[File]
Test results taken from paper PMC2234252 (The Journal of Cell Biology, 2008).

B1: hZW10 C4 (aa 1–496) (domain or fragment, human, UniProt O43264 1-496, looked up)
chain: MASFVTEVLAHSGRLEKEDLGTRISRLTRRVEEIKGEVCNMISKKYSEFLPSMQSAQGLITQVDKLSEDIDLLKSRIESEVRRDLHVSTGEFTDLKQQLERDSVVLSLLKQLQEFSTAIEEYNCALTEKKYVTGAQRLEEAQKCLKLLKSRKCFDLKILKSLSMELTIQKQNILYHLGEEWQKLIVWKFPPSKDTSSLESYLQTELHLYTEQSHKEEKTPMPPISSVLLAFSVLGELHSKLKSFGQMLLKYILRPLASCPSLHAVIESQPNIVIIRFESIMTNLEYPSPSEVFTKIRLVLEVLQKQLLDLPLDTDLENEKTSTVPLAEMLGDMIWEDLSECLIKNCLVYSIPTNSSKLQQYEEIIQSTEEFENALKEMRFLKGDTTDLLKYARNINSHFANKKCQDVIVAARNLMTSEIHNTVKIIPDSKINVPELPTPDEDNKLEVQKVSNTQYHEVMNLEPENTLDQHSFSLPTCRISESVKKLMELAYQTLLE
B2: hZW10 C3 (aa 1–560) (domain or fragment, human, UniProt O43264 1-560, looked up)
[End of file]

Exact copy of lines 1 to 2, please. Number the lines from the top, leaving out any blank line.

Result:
Test results taken from paper PMC2234252 (The Journal of Cell Biology, 2008).

B1: hZW10 C4 (aa 1–496) (domain or fragment, human, UniProt O43264 1-496, looked up)